Windows 7 has been out, officially, for a short time now and the sheer volume of articles about the new operating system is just staggering. I’ve been fixated on it myself. And, yes, this is another post about customizing the new operating system. There’s just so much you can do, that it is nearly impossible to cover it all in one post. Consider this a sequel to this post.
The shipping US (and other) version of Windows 7 contains themes for other locales as well. You can find them in the C:WindowsGlobalizationMCT directories. Navigate there, then, under each country, there is a theme folder. Go there and double click the theme file to add it to your themes library.
There are LOTS of themes floating around now. The number of nice themes to show up since the RC1 released is amazing. At the end of this post, there is a list of links that point to either themes or other lists of themes. At any rate, go explore them. There are some really nice themes out there. I also posted about themes earlier and you can read that here.
Also, if you are an Object Desktop subscriber, there are a ton of themes for WindowBlinds that do much more than change the background and sounds. WindowBlinds changes the windows borders, dialog boxes, buttons, start ORB and more. Pretty much every facet of the interface can be changed with WindowBlinds. There is a trial version available or you can subscribe to Object Desktop and get WindowBlinds and other nice applications as part of your subscription. Go to Stardock and check it out. (And, no, I am in no way affiliated with them, I just love their products.)
Because the task bar has changed substantially, there are, of course, many ways to change it. Below are a few things you can do to change it plus a handy tip.
One of the things that Microsoft did to the task bar when they introduced Windows XP was add the ‘Quick Launch’ bar. Unfortunately, they removed it-or, more appropriately, they removed the easy way to turn it on. Well, thanks to a Microsoft blogger, details on turning it back on are below. Please note, the tip is taken from his blog and is not mine. I don’t want to take credit for something I did not do.
How to restore the Quick Launch bar on the Windows 7 Task Bar (credit to this site):
Right-click the taskbar, choose Toolbars / New Toolbar
In the folder selection dialog, enter the following string and hit OK:
%userprofile%AppDataRoamingMicrosoftInternet ExplorerQuick Launch
Turn off the “lock the taskbar” setting, and right-click on the divider. Make sure that “Show text” and “Show title” are disabled and the view is set to “small icons”.
Use the dividers to rearrange the toolbar ordering to choice, and then lock the taskbar again.
One of the better changes Microsoft made to the task bar was to devote a small part of it as a ‘hot area’ where you can quickly get to the desktop. If you move your mouse to the far right side of the task bar and click the area, you can minimize all windows and see the desktop. Alternately, you can right click and choose a default action (either peek at the desktop or show desktop.)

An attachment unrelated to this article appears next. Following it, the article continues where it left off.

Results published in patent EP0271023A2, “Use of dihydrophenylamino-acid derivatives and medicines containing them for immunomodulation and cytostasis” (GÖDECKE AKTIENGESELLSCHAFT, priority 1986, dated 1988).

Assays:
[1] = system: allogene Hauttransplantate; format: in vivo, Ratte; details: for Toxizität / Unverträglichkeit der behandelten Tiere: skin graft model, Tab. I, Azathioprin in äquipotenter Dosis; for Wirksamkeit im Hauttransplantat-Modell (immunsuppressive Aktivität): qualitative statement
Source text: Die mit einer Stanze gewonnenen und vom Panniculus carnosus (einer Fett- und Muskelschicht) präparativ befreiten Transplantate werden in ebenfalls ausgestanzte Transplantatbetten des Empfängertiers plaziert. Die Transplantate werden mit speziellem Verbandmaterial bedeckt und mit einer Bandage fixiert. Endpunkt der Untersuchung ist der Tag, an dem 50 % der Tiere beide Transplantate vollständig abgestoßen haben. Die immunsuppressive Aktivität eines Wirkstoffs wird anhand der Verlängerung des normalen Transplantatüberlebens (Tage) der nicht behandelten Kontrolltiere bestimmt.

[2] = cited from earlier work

Movie Maker 2.6
While the Live Essentials Movie Maker is very nice and it works well, there are a few things that were left out, namely some of the effects and the ability to put the bloody credits over video (why, why, why was this removed?) Well, unfortunately, the Vista version of Movie Maker disappears when you upgrade and it is not downloadable from Microsoft. BUT…the non-Aero version that was released for XP and Vista Home Basic: version 2.6. It is still the old interface and retains the old effects, wipes, etc. Grab it here.
One of the things that used to accompany a Windows release was the un-official release of the Microsoft Power Toys. These were usually a collection of small applets or registry changes that altered a small part of Windows functionality or, in most cases, enhanced it. Well, for whatever reason, those power toys seemed to have ceased development. There were a few really handy ones like the Send to/Copy to any folder. I’ve never really understood why ‘Send to any folder’ is not just there in the context menu. It is an odd omission. Anyway, I am happy to say that some-not all-of those power toys still work under 7. And, with Vista, a Microsoft employee developed a few for the UAC as well. It is a lengthy article with downloads and you can go here to read it.
The marvelous Windows XP Power Toys are still available and you can get them here. Be careful, some of these do not work under 7 and a few are now better supported and there are newer versions of them (like SyncToy.) Go here for the Power Toys. NOTE: the Tweak UI on that page WILL NOT WORK and might cause you problems if you try it. Clear Type Tuner is now part of 7 and you do not need the Power Toy. The photo related toys are still useful. The HTML slide show wizard and the CD Slide Show generator are pretty handy for creating a quick slide show that you can post or burn to CD without having to start an application. They are quick and easy to use, but very bare bones. Finally, SyncToy graduated to a more full application. It works very well and is available here. I used it for a long time to keep my Zune in sync with iTunes.
Stay tuned for more tips and tricks for Microsoft’s terrific new operating system.